ENA Supports Legislation to Train Health Care Workers to Identify Victims of Human Trafficking (Senate Letter)

August 11, 2017 Human Trafficking

The Honorable Heidi Heitkamp
U.S. Senate
516 Hart Senate Office Building
Washington, D.C. 20510

The Honorable Susan Collins
U.S. Senate
413 Dirksen Senate Office Building
Washington, D.C. 20510                                                        

Dear Senators Heitkamp and Collins:

On behalf of the Emergency Nurses Association (ENA) and our more than 43,000 members, I am writing to express our support for S. 256, the Stop, Observe, Ask, and Respond to Health and Wellness Act. This important and timely legislation will ensure that health care providers across the country are trained to identify and assist victims of human trafficking.

As you know, human trafficking has become a global human rights crisis, from which the United States is not immune. According to the Department of Justice, more than 15,000 foreign nationals are trafficked into the United States each year. Additionally, it is estimated that there are hundreds of thousands of human trafficking victims currently in the U.S. Unfortunately, only a small percentage are identified and rescued.

Health care providers, especially emergency nurses, are critical resources in the fight against this scourge. Research has indicated that as many as 88 percent of all trafficking victims receive medical treatment while being trafficked. Moreover, 63 percent of those individuals receive treatment in an emergency department. Often, they exhibit symptoms of trauma or emotional abuse. However, these warning signs often go unnoticed by professionals treating these individuals, in part because of a lack of consistent training in the identification and proper response with respect to human trafficking victims.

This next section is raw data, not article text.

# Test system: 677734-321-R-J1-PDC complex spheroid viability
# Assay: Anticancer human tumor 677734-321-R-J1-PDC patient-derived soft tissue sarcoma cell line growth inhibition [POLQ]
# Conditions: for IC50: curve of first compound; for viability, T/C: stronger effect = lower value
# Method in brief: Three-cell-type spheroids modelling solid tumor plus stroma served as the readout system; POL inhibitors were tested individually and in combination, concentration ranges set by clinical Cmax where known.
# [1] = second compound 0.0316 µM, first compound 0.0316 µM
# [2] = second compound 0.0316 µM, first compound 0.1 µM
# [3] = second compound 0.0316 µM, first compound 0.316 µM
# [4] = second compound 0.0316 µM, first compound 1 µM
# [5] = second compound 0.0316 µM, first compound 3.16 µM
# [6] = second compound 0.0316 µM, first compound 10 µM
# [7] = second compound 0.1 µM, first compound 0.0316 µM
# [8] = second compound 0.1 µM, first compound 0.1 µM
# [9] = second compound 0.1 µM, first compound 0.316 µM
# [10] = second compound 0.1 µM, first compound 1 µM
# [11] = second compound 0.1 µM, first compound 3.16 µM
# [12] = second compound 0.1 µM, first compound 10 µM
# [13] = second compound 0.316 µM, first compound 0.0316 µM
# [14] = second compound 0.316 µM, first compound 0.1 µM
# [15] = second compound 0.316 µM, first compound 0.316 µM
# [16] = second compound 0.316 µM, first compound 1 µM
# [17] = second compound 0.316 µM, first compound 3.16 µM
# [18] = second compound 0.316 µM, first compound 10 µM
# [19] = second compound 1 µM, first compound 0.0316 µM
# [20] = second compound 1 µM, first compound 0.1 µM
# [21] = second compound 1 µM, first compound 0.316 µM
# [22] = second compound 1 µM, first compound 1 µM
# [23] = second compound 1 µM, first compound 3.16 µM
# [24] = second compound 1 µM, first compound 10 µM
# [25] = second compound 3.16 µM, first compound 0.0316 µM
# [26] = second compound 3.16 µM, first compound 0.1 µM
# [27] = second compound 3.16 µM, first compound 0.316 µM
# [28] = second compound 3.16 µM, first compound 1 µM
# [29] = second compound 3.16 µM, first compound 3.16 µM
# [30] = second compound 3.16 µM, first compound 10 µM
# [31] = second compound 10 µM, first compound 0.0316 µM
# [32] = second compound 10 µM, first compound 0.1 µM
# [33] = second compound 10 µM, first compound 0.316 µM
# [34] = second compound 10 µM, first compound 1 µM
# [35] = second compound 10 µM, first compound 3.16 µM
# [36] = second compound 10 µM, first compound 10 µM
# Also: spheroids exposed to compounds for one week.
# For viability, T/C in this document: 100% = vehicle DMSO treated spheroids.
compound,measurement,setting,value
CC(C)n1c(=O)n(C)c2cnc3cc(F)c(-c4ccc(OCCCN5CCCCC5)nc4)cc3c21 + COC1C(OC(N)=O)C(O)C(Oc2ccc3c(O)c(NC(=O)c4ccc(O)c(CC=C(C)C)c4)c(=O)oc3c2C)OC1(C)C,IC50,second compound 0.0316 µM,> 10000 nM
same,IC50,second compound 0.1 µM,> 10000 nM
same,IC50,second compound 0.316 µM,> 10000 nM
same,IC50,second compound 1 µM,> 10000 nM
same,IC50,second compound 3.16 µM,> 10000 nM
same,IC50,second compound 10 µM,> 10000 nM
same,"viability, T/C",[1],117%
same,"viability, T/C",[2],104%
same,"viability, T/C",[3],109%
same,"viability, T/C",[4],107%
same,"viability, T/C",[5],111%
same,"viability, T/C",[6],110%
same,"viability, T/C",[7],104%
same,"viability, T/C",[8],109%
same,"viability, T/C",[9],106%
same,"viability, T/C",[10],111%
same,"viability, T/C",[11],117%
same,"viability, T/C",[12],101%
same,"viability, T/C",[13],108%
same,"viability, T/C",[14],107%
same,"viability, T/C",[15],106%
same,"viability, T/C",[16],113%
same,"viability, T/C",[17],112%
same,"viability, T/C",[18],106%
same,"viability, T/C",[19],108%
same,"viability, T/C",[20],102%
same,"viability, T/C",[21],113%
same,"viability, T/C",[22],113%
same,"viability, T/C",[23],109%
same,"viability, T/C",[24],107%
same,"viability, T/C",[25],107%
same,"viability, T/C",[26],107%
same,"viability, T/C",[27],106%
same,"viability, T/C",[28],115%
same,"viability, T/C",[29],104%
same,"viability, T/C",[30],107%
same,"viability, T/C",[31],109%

The Stop, Observe, Ask, and Report (SOAR) to Health and Wellness Act will seek to improve care for victims of human trafficking by creating a new pilot program to provide funding to train health care and related providers to identify victims of trafficking, report potential cases to law enforcement, refer patients to social service agencies and provide comprehensive, patient-centered care.

As professionals on the frontlines of our nation’s health care system, emergency nurses are uniquely positioned to identify and assist victims of human trafficking. We would like to thank you for introducing this important legislation and your leadership on this critical issue. If you have any questions, please contact ENA’s Chief Government Relations Officer, Richard Mereu, at 202-741-9373.

Karen Wiley, MSN, RN, CEN
2017 ENA President

About the Emergency Nurses Association

The Emergency Nurses Association (ENA) is the premier professional nursing association dedicated to defining the future of emergency nursing through advocacy, education, research, innovation, and leadership. Founded in 1970, ENA has proven to be an indispensable resource to the global emergency nursing community. With more than 43,000 members worldwide, ENA advocates for patient safety, develops industry-leading practice standards and guidelines, and guides emergency healthcare public policy. ENA members have expertise in triage, patient care, disaster preparedness, and all aspects of emergency care. Additional information is available at www.ena.org.

ENA Media Contact:

Tim Mucha
Communications and Public Relations Specialist

Working to promote safe practice and safe care.